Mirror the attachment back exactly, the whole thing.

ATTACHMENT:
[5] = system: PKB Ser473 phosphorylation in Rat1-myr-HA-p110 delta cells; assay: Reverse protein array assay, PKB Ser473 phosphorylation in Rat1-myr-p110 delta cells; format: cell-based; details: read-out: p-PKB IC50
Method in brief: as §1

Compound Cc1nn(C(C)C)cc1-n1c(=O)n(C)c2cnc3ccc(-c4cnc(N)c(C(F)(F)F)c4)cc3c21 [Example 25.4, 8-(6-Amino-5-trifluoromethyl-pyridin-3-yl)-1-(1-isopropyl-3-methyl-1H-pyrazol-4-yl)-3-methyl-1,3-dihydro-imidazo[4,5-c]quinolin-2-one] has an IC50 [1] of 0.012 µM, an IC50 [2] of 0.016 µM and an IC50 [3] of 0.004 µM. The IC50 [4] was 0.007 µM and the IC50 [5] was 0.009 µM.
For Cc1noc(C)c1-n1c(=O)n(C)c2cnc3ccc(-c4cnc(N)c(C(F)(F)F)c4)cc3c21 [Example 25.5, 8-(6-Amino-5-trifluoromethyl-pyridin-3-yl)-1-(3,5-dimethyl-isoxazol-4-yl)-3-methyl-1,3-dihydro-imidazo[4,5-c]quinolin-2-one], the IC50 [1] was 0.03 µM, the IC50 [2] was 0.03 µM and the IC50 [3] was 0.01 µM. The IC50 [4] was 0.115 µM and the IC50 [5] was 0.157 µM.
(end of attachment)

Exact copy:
[5] = system: PKB Ser473 phosphorylation in Rat1-myr-HA-p110 delta cells; assay: Reverse protein array assay, PKB Ser473 phosphorylation in Rat1-myr-p110 delta cells; format: cell-based; details: read-out: p-PKB IC50
Method in brief: as §1

Compound Cc1nn(C(C)C)cc1-n1c(=O)n(C)c2cnc3ccc(-c4cnc(N)c(C(F)(F)F)c4)cc3c21 [Example 25.4, 8-(6-Amino-5-trifluoromethyl-pyridin-3-yl)-1-(1-isopropyl-3-methyl-1H-pyrazol-4-yl)-3-methyl-1,3-dihydro-imidazo[4,5-c]quinolin-2-one] has an IC50 [1] of 0.012 µM, an IC50 [2] of 0.016 µM and an IC50 [3] of 0.004 µM. The IC50 [4] was 0.007 µM and the IC50 [5] was 0.009 µM.
For Cc1noc(C)c1-n1c(=O)n(C)c2cnc3ccc(-c4cnc(N)c(C(F)(F)F)c4)cc3c21 [Example 25.5, 8-(6-Amino-5-trifluoromethyl-pyridin-3-yl)-1-(3,5-dimethyl-isoxazol-4-yl)-3-methyl-1,3-dihydro-imidazo[4,5-c]quinolin-2-one], the IC50 [1] was 0.03 µM, the IC50 [2] was 0.03 µM and the IC50 [3] was 0.01 µM. The IC50 [4] was 0.115 µM and the IC50 [5] was 0.157 µM.